Data extraction

Information was independently extracted, including the mean, standard deviation, sample size, true positive, false positive, true negative and false negative, from the included studies.

Statistical analysis

All data from the included microarray datasets were converted to a log2 scale, and the mean, standard deviation and case numbers of LUSC and control groups were calculated. Subsequently, Stata 14 (StataCorp LLC, College Station, TX, USA) was used to combine the standard mean difference (SMD) value and its 95% confidence interval (CI). The pooled sensitivity, specificity, positive likelihood ratio (PLR), negative likelihood ratio (NLR), diagnostic odds ratio (DOR) and 95% CI values from the accuracy data of each study were calculated using MetaDiSc 1.4 software (http://www.hrc.es/investigacion/metadisc_en.htm). The DOR value ranged between 0 and ∞, with higher values suggesting improved discriminatory performance (3539). To assess the clinical significance of miR-1 in LUSC, the summarized receiver operating characteristic (SROC) curves were obtained using SPSS version 23 (IBM Corp., Armonk, NY, USA). An area under the curve (AUC) value near 1.0 indicates that the test has perfect discrimination, whereas, a value close to 0.5 implies poor discrimination. Potential heterogeneity among the included studies was estimated using Cochran's Q test and the I2 index, and heterogeneity significantly existed if P<0.05 or I2>50%. If there was no distinct heterogeneity in the analysis, a fixed-effect model was used; otherwise, a random-effects model was employed. Heterogeneity was explained using the threshold effect analysis and meta-regression analysis. A sensitivity analysis was conducted to identify sources of heterogeneity. Finally, a funnel plot was applied to assess the publication bias among the included studies. P<0.05 was considered to indicate a statistically significant difference.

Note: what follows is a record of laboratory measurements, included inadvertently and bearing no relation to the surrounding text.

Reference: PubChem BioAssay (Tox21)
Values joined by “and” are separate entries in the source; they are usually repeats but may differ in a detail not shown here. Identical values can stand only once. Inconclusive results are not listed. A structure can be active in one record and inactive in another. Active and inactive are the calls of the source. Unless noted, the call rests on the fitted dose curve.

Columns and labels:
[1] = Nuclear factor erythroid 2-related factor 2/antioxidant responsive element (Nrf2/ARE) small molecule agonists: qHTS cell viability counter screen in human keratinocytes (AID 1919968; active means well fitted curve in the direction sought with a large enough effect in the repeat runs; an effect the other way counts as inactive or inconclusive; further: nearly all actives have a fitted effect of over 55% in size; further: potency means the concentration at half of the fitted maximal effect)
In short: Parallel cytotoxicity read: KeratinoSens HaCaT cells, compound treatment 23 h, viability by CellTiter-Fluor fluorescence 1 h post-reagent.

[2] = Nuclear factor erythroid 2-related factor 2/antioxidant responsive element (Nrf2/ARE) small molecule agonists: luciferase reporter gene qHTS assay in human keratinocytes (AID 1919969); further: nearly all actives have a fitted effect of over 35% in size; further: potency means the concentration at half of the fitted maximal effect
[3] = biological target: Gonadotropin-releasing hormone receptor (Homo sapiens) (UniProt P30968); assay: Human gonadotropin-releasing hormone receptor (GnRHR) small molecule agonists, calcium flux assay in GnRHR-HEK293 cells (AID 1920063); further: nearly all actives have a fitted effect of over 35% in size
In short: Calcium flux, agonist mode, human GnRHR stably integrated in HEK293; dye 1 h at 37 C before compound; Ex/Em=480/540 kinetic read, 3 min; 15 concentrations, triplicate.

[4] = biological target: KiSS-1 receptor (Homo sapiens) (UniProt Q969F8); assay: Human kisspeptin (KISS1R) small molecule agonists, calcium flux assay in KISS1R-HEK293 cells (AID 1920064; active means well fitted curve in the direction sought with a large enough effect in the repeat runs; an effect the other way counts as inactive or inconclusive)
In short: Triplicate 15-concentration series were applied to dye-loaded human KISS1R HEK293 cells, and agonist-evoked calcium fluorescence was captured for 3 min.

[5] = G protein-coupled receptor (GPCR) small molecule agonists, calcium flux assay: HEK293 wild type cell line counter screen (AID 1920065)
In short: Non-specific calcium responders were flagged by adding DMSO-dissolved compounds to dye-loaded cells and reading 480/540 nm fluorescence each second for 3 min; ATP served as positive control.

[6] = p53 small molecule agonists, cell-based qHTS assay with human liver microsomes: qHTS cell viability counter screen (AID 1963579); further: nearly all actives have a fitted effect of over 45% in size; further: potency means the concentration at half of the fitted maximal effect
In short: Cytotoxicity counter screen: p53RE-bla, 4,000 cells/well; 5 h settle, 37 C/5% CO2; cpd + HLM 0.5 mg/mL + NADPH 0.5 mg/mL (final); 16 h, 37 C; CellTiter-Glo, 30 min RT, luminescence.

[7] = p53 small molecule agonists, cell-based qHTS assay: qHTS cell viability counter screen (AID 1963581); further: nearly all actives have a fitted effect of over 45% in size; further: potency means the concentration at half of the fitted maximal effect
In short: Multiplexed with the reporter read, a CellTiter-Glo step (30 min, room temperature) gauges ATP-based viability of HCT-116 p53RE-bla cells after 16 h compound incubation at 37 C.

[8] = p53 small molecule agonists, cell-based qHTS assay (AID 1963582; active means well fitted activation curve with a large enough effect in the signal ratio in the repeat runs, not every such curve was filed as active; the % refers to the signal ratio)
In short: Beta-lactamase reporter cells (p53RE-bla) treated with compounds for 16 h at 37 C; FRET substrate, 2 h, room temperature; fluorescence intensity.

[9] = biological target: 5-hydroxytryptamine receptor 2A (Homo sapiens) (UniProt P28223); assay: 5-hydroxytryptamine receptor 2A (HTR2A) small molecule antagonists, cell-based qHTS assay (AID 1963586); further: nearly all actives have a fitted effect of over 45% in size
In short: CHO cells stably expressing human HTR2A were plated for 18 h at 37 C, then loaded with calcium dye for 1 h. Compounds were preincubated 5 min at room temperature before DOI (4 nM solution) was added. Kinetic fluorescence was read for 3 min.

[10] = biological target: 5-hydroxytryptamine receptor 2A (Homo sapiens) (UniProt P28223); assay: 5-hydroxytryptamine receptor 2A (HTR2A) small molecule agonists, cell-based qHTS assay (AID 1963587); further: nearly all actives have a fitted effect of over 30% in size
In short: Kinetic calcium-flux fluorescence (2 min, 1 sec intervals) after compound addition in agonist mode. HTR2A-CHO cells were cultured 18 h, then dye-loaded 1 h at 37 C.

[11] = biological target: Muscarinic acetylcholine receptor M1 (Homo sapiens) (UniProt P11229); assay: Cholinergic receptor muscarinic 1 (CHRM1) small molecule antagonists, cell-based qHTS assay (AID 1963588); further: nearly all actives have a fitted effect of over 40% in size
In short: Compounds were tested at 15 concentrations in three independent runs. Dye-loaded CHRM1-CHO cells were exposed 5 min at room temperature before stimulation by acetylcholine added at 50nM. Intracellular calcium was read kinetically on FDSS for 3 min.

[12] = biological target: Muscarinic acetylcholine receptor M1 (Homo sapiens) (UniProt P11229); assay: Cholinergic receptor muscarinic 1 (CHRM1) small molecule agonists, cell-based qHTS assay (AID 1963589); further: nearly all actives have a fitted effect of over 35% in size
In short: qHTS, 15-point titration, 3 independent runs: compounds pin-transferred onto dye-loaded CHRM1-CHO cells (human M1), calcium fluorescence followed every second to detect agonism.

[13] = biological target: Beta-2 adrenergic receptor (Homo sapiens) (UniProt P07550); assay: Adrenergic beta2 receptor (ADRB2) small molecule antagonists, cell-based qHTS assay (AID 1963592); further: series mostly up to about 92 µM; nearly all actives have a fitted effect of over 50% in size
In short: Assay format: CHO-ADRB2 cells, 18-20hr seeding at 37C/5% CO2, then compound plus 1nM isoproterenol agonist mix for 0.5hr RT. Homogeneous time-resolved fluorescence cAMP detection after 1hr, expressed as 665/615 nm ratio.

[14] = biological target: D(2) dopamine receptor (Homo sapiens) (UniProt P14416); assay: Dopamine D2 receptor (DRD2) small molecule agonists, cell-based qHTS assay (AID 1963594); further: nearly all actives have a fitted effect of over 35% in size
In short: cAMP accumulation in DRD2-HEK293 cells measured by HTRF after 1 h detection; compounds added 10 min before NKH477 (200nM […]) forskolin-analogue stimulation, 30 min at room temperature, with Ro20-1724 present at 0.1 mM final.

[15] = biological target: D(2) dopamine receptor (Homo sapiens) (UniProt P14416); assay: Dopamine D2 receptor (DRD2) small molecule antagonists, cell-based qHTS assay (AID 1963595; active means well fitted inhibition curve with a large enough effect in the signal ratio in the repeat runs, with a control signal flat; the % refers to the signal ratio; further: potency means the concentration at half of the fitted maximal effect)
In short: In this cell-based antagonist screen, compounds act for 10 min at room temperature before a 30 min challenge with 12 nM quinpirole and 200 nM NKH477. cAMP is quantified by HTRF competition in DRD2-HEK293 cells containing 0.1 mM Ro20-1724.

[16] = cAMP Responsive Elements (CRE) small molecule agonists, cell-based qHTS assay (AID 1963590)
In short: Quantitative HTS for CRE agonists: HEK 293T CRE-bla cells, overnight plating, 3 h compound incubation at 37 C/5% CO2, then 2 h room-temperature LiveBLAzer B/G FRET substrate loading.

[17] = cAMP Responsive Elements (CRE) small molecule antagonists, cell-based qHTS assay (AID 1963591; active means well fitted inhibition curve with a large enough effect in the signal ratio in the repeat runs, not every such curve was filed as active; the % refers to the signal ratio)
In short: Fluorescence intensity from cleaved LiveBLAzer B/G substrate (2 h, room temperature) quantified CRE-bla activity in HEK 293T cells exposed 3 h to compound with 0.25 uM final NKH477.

Acquisition of potential target genes of miR-1 in LUSC

The downregulated genes recorded in Genomic Spatial Event (GSE)56243 were cross-referenced based on two cell lines. The mRNA data were additionally downloaded at the entry of LUSC in TCGA. DESeq data R package was applied to obtain the differentially expressed genes, log2 fold change >2 was considered a criterion of the differentially expressed genes (40). miRWalk version 2.0 (http://zmf.umm.uni-heidelberg.de/apps/zmf/mirwalk2/custom.html) was used to predict the target genes of miR-1 based on 12 different online miRNA prediction tools: miRWalk; Microt4; miRanda; miRBridge; miRDB; miRMap; miRNAMap; PicTar; PITA; RNA22; RNAhybrid; and TargetScan (https://bioconductor.org/biocLite/). Subsequently, the downregulated genes in GSE56243, TCGA differentially expressed genes and predicted target genes of miR-1 were cross-referenced. The overlapping genes selected by VENNY diagram (https://omictools.com/venny-tool) were considered promising target genes of miR-1 in LUSC.

Bioinformatics based on the promising target genes of miR-1 in LUSC

Gene Ontology (GO) (41,42) annotation, comprising three parts (biological process, cellular component and molecular function) and Kyoto Encyclopedia of Genes and Genomes (KEGG) (43,44) pathway analysis were performed in Database for the Annotation, Visualization and Integrated Discovery version 6.8 (https://david-d.ncifcrf.gov/) based on the promising target genes of miR-1 in LUSC. The BINGO and Enrichment Map plug-ins of Cytoscape (version 3.6.1) were used to visualize the GO annotation and KEGG pathways (4547). Search Tool for the Retrieval of Interacting Genes/Proteins (http://www.string-db.org), an online tool, was used to construct the protein-protein interaction (PPI) network with the disconnected nodes hidden.

Results

Data selection

A search for literature, and GEO, ArrayExpress and TCGA datasets was performed to investigate the level of miRNA expression in LUSC. A total of 684 potential studies were identified following preliminary literature searches and finally a study containing two studies was deemed eligible for the present analysis following abstract screening and examination of the full text (41) (Fig. 1). A total of eight GEO datasets (GSE14936, GSE16025, GSE19945, GSE25508, GSE40738, GSE47525, GSE51853 and GSE74190) were selected (4855) (Fig. 2), and two studies from TCGA were eligible for the present analysis. Eventually 12 studies with 1,386 cases were included. The GSE40738 samples were derived from serum, while the remaining samples were derived from tissue.

miR-1 expression in LUSC